Lessons: In the aftermath of the Hofstra debacle, mainstream media reporters spoke to Hofstra students and echoed the sentiments expressed here. WCBS-TV's Jennifer McLogan said journalists should have "proceeded with more caution."  Carol D’Auria of 1010 WINS agreed: "We just really need to move slower." She candidly added: “But I don’t see that happening.” The New York Post's Kieran Crowley noted: "I'm a mom with three kids in college; two girls and a boy. I wouldn't want my daughters to be the victim, but I wouldn't want my son railroaded either." Crowley placed the blame on law enforcement. "There is a flaw in our criminal justice system," she said, "and that's what this is about."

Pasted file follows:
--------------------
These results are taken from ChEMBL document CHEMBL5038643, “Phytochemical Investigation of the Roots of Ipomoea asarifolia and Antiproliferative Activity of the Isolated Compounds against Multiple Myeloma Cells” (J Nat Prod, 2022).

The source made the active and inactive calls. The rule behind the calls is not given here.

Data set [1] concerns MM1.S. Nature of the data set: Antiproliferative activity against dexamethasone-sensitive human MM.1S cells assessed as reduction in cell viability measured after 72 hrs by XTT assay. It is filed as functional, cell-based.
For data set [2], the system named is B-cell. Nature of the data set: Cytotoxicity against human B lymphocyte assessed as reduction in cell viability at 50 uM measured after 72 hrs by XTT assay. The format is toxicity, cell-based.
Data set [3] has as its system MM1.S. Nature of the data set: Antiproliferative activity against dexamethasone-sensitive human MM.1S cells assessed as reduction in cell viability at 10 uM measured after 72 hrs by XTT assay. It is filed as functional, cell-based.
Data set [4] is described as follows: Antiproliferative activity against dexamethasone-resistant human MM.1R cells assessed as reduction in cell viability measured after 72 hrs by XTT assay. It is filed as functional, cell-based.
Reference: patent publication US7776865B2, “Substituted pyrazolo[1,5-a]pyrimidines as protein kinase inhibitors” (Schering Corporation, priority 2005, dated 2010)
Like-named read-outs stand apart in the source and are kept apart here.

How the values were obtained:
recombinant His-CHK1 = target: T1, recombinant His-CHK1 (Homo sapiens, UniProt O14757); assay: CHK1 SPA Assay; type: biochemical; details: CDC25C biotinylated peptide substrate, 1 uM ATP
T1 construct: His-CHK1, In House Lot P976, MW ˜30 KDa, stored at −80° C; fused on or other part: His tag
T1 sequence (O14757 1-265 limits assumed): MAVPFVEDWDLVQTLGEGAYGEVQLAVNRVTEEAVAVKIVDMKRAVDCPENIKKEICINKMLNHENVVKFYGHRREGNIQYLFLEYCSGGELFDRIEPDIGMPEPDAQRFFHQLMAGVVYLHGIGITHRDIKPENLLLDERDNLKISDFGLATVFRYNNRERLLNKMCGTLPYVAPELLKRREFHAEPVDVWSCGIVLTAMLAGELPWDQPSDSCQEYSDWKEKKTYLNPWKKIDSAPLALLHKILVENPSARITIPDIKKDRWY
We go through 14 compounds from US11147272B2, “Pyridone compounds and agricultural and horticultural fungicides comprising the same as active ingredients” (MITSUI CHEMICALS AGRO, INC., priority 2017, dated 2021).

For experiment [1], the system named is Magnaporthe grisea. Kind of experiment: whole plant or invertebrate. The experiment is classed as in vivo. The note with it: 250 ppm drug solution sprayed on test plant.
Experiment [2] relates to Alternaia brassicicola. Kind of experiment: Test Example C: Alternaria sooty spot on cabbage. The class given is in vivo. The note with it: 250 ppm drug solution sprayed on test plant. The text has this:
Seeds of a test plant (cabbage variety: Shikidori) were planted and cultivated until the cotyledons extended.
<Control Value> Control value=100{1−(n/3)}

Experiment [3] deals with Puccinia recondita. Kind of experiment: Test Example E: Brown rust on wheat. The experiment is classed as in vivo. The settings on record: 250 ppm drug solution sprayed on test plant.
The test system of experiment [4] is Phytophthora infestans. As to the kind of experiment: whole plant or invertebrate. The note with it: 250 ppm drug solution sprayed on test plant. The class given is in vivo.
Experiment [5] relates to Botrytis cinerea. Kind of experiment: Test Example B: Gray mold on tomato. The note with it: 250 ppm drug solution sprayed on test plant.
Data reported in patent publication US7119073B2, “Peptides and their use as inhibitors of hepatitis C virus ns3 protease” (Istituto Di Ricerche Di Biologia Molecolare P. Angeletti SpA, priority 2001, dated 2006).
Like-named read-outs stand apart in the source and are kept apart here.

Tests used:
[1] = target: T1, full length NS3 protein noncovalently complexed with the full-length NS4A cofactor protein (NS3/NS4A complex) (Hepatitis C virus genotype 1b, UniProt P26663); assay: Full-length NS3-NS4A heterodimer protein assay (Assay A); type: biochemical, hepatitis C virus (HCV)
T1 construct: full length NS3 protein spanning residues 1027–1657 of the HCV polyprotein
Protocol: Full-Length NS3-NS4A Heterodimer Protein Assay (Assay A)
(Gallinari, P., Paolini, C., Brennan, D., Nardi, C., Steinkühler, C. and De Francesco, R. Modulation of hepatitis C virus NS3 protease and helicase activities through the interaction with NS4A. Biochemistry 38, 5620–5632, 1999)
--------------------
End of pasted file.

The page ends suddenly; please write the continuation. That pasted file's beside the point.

Where a woman has made a rape accusation and police are investigating it, reporters need to exercise far greater care in choosing their words. They need to eschew the impulse to reach for the jugular with a scary intro that will hook viewers.  The interests at stake here are far too serious. They need to choose every word with greater care than they normally do, and than they do now. Getting it wrong here has far more serious implications than getting a football score wrong.

Primarily, when a rape is being investigated, reporters must not give the impression either that a rape definitely occurred or that police have determined that a rape occurred.  At most, a news report should state that a woman told police she was raped, and that police are investigating. The report should treat the accusation with dignity, and, if appropriate, call for witnesses with any information about the allegation to come forward.